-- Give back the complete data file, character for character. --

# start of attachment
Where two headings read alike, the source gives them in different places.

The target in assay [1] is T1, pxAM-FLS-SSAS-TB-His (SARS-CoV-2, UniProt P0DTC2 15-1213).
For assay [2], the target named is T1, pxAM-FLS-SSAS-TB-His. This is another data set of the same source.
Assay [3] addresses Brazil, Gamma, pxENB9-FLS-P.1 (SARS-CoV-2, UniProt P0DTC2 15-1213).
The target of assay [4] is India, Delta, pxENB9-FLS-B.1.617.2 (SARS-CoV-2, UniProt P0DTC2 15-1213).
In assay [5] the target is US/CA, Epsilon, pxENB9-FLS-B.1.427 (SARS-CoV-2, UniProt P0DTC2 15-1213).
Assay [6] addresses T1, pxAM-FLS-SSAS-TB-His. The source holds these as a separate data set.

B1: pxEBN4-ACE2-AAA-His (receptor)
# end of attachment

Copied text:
Where two headings read alike, the source gives them in different places.

The target in assay [1] is T1, pxAM-FLS-SSAS-TB-His (SARS-CoV-2, UniProt P0DTC2 15-1213).
For assay [2], the target named is T1, pxAM-FLS-SSAS-TB-His. This is another data set of the same source.
Assay [3] addresses Brazil, Gamma, pxENB9-FLS-P.1 (SARS-CoV-2, UniProt P0DTC2 15-1213).
The target of assay [4] is India, Delta, pxENB9-FLS-B.1.617.2 (SARS-CoV-2, UniProt P0DTC2 15-1213).
In assay [5] the target is US/CA, Epsilon, pxENB9-FLS-B.1.427 (SARS-CoV-2, UniProt P0DTC2 15-1213).
Assay [6] addresses T1, pxAM-FLS-SSAS-TB-His. The source holds these as a separate data set.

B1: pxEBN4-ACE2-AAA-His (receptor)